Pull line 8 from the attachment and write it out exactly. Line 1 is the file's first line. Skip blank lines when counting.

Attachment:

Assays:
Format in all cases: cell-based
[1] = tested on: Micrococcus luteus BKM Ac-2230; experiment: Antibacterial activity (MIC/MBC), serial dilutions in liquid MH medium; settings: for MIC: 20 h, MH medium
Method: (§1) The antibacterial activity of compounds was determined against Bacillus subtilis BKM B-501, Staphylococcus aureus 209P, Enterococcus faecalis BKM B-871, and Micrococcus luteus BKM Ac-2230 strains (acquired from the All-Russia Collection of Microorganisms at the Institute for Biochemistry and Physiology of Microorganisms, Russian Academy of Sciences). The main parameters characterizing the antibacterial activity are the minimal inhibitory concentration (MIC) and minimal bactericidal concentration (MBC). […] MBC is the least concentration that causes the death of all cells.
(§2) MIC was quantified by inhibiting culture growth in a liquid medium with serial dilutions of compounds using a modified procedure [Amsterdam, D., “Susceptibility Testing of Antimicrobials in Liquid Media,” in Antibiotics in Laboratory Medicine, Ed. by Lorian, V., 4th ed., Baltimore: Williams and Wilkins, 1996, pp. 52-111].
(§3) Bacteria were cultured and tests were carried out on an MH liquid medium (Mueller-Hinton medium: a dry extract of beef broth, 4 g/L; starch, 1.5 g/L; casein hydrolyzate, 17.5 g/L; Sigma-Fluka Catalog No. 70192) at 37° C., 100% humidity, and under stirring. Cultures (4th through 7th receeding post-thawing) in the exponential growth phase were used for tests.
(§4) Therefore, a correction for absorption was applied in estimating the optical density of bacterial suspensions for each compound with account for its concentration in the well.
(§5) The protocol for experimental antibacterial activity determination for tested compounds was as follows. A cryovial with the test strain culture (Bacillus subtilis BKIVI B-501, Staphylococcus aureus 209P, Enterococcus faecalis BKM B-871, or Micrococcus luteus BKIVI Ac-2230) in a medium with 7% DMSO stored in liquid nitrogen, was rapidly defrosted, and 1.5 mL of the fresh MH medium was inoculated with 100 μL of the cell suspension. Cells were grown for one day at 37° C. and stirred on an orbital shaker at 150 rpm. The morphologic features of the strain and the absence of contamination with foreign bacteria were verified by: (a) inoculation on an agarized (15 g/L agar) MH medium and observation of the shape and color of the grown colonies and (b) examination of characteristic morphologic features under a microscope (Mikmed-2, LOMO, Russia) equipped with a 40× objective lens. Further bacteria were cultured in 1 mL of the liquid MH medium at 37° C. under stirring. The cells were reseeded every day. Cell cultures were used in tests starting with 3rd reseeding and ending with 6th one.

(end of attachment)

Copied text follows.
(§5) The protocol for experimental antibacterial activity determination for tested compounds was as follows. A cryovial with the test strain culture (Bacillus subtilis BKIVI B-501, Staphylococcus aureus 209P, Enterococcus faecalis BKM B-871, or Micrococcus luteus BKIVI Ac-2230) in a medium with 7% DMSO stored in liquid nitrogen, was rapidly defrosted, and 1.5 mL of the fresh MH medium was inoculated with 100 μL of the cell suspension. Cells were grown for one day at 37° C. and stirred on an orbital shaker at 150 rpm. The morphologic features of the strain and the absence of contamination with foreign bacteria were verified by: (a) inoculation on an agarized (15 g/L agar) MH medium and observation of the shape and color of the grown colonies and (b) examination of characteristic morphologic features under a microscope (Mikmed-2, LOMO, Russia) equipped with a 40× objective lens. Further bacteria were cultured in 1 mL of the liquid MH medium at 37° C. under stirring. The cells were reseeded every day. Cell cultures were used in tests starting with 3rd reseeding and ending with 6th one.